“We’ve proven that we won’t let maintaining assets drive our investment strategy,” Cinnamond says. “That happens in our industry too often. I’ve been fighting that my entire career. A lot of it is driven by the goal of being hired by consultants. I’m very passionate about it. It’s so much easier to just look like a benchmark. You’d be rich, but what about the client?”
It’s an approach, Cinnamond says, that has its detractors.
“When things get expensive, I’m not thinking of how to make 20% this year,” he says. “I’m not thinking about some benchmark. I’m thinking, ‘I want to be in things that aren’t crowded,’ because when the cycle turns, everybody else is going to be in the same thing.”
Bradley Alford is chief investment officer of Alpha Capital Management, which runs Alpha Defensive Growth ACDEX and Alpha Opportunistic Growth ACOPX, a pair of alternative funds of funds that have invested in Cinnamond’s strategy since he plied it at Intrepid Small Cap Fund. When Cinnamond left Intrepid in 2010, Alpha sold its investments in that fund and waited for him to set up shop elsewhere.
“We believe wholeheartedly that those track records are generated by the portfolio manager and not the firm,” Alford says, pointing out how quickly Cinnamond’s strategy reached its billion-dollar cap. “He raised $700 million overnight. That’s the fastest I’ve ever seen that happen.”
Although Alpha has slightly pared back its investments in Independent Value, Alford said his firm remains a strong believer in Cinnamond’s strategy and supports his conviction.
The approach is fairly simple in terms of how it’s organized. Cinnamond monitors 300 established companies, the average age of which, he says, is about 50 years old. They all have strong balance sheets, sustainable cash flows, and attractive valuations. He’ll look past either operating risk or financial risk, but never both simultaneously.
Independent Value is concentrated—it holds fewer than 30 names—but even the biggest investment, natural-gas firm WPX Energy WPX, accounts for just 4% of the fund’s assets. Precious-metal miner Pan American Silver PAAS, business-services provider Sykes Enterprises SYKE, rent-to-own retailer Aaron’s AAN, and gold producer AuRico Gold AUQ each account for more than 2.5%, as well.
Cinnamond closes the strategy at $1 billion in order to stay nimble enough to traffic successfully in small caps. River Road, which operates the mutual fund, has followed Cinnamond’s recommendation and closed the fund to new investors. According to Aston Asset Management CEO Stuart Bilton, however, it is possible to invest in Independent Value through advisors with clients who have assets in the fund.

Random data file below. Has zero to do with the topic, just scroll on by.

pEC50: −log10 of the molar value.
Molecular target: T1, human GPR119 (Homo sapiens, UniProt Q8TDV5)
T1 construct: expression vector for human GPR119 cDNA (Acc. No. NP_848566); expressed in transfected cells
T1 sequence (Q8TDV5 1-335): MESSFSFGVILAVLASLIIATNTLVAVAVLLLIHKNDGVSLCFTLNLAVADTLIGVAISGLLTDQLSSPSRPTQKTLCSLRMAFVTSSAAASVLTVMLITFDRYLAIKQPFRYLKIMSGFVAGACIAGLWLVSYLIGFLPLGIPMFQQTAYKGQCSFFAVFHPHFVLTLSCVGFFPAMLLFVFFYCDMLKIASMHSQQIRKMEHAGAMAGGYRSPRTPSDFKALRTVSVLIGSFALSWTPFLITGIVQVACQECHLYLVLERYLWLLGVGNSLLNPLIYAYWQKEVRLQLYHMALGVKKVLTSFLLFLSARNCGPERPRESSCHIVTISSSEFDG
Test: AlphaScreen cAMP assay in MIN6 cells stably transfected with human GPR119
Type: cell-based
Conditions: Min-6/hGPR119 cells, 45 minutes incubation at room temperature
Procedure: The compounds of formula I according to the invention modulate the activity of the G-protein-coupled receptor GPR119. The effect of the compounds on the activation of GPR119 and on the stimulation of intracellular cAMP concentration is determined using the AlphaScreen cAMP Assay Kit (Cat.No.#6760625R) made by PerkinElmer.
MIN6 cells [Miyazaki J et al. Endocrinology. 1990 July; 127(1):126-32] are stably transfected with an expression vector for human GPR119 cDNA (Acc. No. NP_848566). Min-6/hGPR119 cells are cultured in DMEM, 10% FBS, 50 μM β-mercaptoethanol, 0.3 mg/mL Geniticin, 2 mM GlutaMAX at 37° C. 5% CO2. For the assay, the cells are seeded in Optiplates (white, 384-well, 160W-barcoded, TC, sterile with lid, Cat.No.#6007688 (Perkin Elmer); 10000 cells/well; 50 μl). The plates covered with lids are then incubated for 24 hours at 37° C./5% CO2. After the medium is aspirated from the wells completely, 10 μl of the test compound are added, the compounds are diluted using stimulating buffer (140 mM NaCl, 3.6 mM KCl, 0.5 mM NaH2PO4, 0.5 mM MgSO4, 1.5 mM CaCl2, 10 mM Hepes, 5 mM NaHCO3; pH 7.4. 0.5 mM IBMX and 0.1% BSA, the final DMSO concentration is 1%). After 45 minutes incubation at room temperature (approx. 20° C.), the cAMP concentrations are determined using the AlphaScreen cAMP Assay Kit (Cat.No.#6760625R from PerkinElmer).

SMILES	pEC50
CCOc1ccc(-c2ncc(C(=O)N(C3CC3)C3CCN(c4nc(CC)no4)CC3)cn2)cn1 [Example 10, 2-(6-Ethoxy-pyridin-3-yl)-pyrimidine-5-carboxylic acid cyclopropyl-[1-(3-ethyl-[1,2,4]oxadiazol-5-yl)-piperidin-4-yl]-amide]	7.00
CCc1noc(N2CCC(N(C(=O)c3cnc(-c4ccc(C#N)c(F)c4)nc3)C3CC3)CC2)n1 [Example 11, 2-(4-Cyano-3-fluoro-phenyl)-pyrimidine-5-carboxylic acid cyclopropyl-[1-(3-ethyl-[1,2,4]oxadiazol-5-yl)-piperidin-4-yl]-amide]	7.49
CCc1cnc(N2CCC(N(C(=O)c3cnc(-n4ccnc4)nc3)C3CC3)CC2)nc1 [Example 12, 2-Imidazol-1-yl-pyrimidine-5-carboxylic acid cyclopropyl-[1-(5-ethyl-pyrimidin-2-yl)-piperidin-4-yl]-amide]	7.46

Alford said the $1 billion limit is shareholderfriendly. “He could raise billions, and he won’t do it,” Alford says. “You look at these $3 billion and $4 billion small-cap funds, you get into these companies you can’t get out of. He won’t raise more money just to give himself the manager fees.”
Alford was with Cinnamond’s strategies in two previous market cycles (from the late-1990s to 2002 and again from 2003 to 2008) and observed how shrewd the manager is at adding future high performers when the time is right.
“It’s a love-hate relationship; we love (Cinnamond’s approach) on big correction days,” Alford says. “He’s a very difficult manager for me to hold right now. From our point of view, we want a manager to be fully invested and not be tactical. But he’s proven he knows what he’s doing. He’s been right for so long, so we’re confident eventually he’ll be right again.”
Cinnamond says the small caps are, collectively, near their earnings peaks, and that investors continuing to dump money into them are making dangerous projections that those stocks will continue to exceed their historical norms.
“It’s called extrapolation risk, and we try to avoid it,” Cinnamond says. “It’s one of the deadliest investing sins. It’s taking current trends and operating results and interest rates—the environment—and extrapolating them too far into the future, based on the premise that current conditions won’t change. People are paying for peak profits and for peak multiples. In 2007, a lot of stock prices appeared reasonable based on profit levels, but they were at peak profits. Profits don’t stay at the same level.”
Too Short-Term Focused
Cinnamond says the investment community’s increasingly short-term focus and insistence on benchmarking its asset managers have driven ingenuity from the industry. He believes other talented active managers are stymied by investors—both institutional and private— being vastly more sensitive to short-term fluctuations than they were when he was establishing himself. He says that the days when an asset manager had years to establish a comfort level with investors—mirroring the pace of an investment cycle—are over.
“It’s so short-sighted,” he says. “They want you to outperform, but they don’t want you to look different when you do it.”
He says he views it as an asset manager’s fiduciary responsibility to look beyond the usual indexes.
“We want to make money,” he says. “Isn’t that our fiduciary duty? Isn’t that what people pay us to do?”